Economics

TGIF: Monopoly and Aggression

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The concepts monopoly and aggression are intimately related, like lock and key, or mother and son. You cannot fully understand the first without understanding the second. Most of us are taught to think of a monopoly as simply any lone seller of a good or service, but this definition is fraught with problems, as Murray Rothbard, Austrian economists generally, and ... [click for more]

A Conservative Dissents from the Corporate Status Quo

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The Great Deformation: The Corruption of Capitalism in America by David A. Stockman, (Public Affairs 2013), 768 pages. Most leftist critiques of libertarianism focus on an alleged blind defense of corporate power. Indeed, left-libertarian Kevin Carson has helpfully criticized the very real problem of “vulgar libertarianism,” the working assumption that current economic realities are a product of free-market dynamics ... [click for more]

Hayek’s Warning: The Social Engineer’s Pretense of Knowledge

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Forty years ago, on December 11, 1974, Austrian economist, Friedrich A. Hayek, formally received that year’s Nobel Prize in Economics at the official ceremonies in Stockholm, Sweden. He delivered a lecture called, “The Pretense of Knowledge,” which forcefully challenged all those who believe that government has the wisdom or ability to successfully plan the economic affairs of society. His primary ... [click for more]

How Profit Benefits the Public

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Portuguese I’ve heard, like you have, about corporate greed. The profit motive, we are told, is evil and causes the little people to be trampled. Formal studies show that people perceive that profit is negatively associated with social value for specific companies and whole industries (example — that “evil” oil industry). This is probably no surprise, ... [click for more]

The Austrian Economist Who Should Have Received the Nobel Prize

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On October 13th, the 2014 Nobel Prize in Economics was announced in Stockholm, Sweden, with French economist, Jean Tirole, the recipient for his work on developing models to better assist governments in regulating private enterprise. A couple of weeks earlier, Reuters news agency had reported that the Austrian School economist, Israel M. Kirzner, was on the short list for ... [click for more]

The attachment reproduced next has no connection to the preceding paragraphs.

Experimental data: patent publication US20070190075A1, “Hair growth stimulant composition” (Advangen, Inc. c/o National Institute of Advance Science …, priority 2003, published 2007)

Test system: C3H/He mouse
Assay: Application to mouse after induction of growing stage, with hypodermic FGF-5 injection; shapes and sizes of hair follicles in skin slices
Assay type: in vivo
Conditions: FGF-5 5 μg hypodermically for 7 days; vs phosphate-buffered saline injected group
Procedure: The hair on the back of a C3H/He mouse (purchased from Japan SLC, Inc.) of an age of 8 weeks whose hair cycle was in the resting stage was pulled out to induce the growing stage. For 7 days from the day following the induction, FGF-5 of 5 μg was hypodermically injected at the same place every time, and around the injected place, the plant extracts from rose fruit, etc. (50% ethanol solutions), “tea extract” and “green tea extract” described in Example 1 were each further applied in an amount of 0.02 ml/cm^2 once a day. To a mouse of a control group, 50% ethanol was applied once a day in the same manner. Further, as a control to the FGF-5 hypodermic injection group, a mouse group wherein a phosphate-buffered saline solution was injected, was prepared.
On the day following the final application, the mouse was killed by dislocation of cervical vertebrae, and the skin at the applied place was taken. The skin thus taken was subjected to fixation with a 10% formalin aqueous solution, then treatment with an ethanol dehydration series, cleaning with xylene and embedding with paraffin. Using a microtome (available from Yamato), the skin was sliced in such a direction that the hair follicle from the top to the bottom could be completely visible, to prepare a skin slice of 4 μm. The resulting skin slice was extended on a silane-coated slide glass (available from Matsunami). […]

TGIF: The State Is No Friend of the Worker

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The election season is upon us, and we’re hearing the usual political promises about raising wages. Democrats pledge to raise the minimum wage and assure equal pay for equal work for men and women. Republicans usually oppose those things, but their explanations are typically lame. (“The burden on small business would be increased too much.”) Some Republicans endorse raising ... [click for more]

Celebrating The Work Of Nobel Prize Winning Economist, F.A. Hayek

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Forty years ago, on October 9, 1974, the Nobel Prize committee announced that the co-recipient of that year’s award for economics was the Austrian economist, Friedrich A. Hayek. Never was there a more deserving recognition for one of the truly great free market thinkers of modern times. The Nobel committee recognized his contributions, including “pioneering work in the theory of ... [click for more]

The Miracle and Morality of the Market

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One of the great fallacies arrogantly believed in by those in political power is the notion that they can know enough to manage and command the lives of everyone in society with better results than if people are left to live their own lives as they freely choose. The fact is, there is far more in the world that successfully ... [click for more]

Fed Follies: Central Bank Continues to Force Economy in Wrong Direction

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For more than a decade, now, Federal Reserve policy has been guided by the fear of one economic bogyman: the presumed danger of “price deflation.” The fear is unfounded and the inflationary “solution” only leads to disaster. During Alan Greenspan’s and Ben Bernanke’s watches at the helm of America’s central bank and now under Janet Yellen, the claim has been ... [click for more]
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